There is a lot of truth to the old adage that says money is the mother’s milk of politics. The saying dates back the sixties, but it is even more relevant to politics today.
Iowa’s open U.S. Senate seat in 2014 will probably be the most expensive race in the state’s history. All statewide elections are expensive, but the unlike a gubernatorial race, the 2014 U.S. Senate race will have national implications. Not only will the candidates have to raise more money than ever before, but they also have to raise it in smaller chunks than a gubernatorial candidate due to the federal contribution limits.
Individuals are allowed to donate up to $2,600 to a candidate per election. That means an individual can give up to $5,200 over the entire campaign. Political action committees are allowed to give $5,000 to a candidate for each election, or $10,000 for the entire campaign. No matter how you look at it, raising the money necessary to win Iowa’s open U.S. Senate seat in 2016 is going to be difficult.
On Monday, Bruce Braley announced that he has raised $1 million for his U.S. Senate campaign in the first quarter of 2013. We will not know how or from whom Braley raised all the money until the middle of April, but as the presumptive Democrat nominee for the U.S. Senate, his fundraising haul is believable. Raising a million dollars in the first three months of the year is also an impressive accomplishment considering that Braley only raised just over a million dollars for his entire 2008 re-election campaign.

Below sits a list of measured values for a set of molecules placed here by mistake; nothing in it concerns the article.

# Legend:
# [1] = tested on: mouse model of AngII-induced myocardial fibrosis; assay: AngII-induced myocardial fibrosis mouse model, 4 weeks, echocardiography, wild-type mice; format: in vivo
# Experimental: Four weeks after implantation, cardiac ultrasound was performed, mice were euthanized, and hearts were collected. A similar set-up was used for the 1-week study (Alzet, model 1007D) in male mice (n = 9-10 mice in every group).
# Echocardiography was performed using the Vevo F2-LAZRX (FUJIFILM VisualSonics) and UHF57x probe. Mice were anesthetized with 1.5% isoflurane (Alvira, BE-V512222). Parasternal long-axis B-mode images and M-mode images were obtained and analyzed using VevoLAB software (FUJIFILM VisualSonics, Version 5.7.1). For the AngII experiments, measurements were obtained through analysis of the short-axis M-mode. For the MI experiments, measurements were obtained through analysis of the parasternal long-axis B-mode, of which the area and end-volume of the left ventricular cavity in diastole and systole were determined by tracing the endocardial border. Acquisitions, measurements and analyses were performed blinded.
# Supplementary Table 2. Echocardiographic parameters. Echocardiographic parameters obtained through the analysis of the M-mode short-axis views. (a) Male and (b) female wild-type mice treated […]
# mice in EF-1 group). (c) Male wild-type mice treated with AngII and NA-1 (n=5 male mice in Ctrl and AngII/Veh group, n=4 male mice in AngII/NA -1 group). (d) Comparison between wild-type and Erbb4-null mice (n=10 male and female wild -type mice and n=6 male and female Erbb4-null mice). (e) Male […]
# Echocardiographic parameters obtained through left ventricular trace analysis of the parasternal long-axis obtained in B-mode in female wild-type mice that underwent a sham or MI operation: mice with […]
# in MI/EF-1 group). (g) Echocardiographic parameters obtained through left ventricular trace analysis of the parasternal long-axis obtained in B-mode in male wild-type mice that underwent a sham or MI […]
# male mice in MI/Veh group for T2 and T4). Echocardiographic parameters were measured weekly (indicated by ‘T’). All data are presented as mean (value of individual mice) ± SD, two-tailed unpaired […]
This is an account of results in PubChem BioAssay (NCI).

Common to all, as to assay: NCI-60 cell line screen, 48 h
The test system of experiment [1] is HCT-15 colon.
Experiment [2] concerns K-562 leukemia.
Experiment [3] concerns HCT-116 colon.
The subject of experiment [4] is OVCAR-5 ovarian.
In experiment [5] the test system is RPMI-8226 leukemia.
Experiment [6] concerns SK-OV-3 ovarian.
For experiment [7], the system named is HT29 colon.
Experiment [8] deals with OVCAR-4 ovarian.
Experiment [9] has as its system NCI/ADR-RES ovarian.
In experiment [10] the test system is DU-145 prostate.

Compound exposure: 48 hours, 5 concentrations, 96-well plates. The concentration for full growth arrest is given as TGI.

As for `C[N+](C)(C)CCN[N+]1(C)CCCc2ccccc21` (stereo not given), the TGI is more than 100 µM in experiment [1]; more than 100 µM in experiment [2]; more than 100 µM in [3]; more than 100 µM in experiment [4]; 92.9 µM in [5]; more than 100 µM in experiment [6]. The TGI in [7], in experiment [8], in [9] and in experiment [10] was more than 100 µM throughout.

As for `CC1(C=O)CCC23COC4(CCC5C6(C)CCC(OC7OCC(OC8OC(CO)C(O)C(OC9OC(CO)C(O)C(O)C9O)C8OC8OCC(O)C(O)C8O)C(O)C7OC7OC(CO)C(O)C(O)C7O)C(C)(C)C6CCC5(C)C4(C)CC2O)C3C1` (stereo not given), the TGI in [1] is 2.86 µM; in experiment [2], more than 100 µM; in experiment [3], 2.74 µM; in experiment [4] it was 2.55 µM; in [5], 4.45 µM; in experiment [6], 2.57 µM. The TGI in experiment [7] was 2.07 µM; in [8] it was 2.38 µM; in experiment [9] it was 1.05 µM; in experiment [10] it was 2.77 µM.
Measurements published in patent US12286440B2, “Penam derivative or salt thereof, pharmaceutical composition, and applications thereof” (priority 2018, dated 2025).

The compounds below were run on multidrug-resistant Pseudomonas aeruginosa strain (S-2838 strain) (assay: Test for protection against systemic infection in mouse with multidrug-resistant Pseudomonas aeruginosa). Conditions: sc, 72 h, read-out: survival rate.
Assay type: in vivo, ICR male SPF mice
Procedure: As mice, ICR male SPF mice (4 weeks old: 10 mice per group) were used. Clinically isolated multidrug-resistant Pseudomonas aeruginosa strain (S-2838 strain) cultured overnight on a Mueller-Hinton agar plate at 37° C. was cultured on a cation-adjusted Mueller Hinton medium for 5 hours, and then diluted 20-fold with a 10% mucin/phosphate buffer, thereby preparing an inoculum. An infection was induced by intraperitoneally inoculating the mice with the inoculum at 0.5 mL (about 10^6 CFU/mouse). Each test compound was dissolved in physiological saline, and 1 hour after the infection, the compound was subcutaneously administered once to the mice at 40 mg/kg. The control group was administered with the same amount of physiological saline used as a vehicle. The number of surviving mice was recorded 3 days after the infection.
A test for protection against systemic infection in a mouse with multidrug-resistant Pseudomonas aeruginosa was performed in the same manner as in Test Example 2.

Braley’s early fundraising prowess should serve as a warning to Republicans not to dawdle around in finding a candidate. While it is possible that any eventual GOP candidates could also have impressive fundraising skills, Braley’s head start over his Republican opponent is an advantage that can’t be ignored.
Should Congressman Steve King choose not to run for the seat, it becomes much more likely that Republicans will have a competitive primary. Primaries are not always necessarily a bad thing, but they can cost a lot of money. It appears that Braley will not be challenged in the Democrat primary, which is another big advantage as it allows him plenty of time to travel the state and raise money.
Braley’s candidacy is still in its infancy, and while he hasn’t seemed to generate a lot of buzz yet, the money he has reportedly raised is impressive. Right now, Braley has the clear advantage, but Republicans will be fine so long as they don’t waste too much more time trying to figure out who’s going to run and who isn’t. The Republican logjam needs to clear up sooner rather than later. It’s one thing to give Braley a head start, it’s another thing to let him get too far out front.
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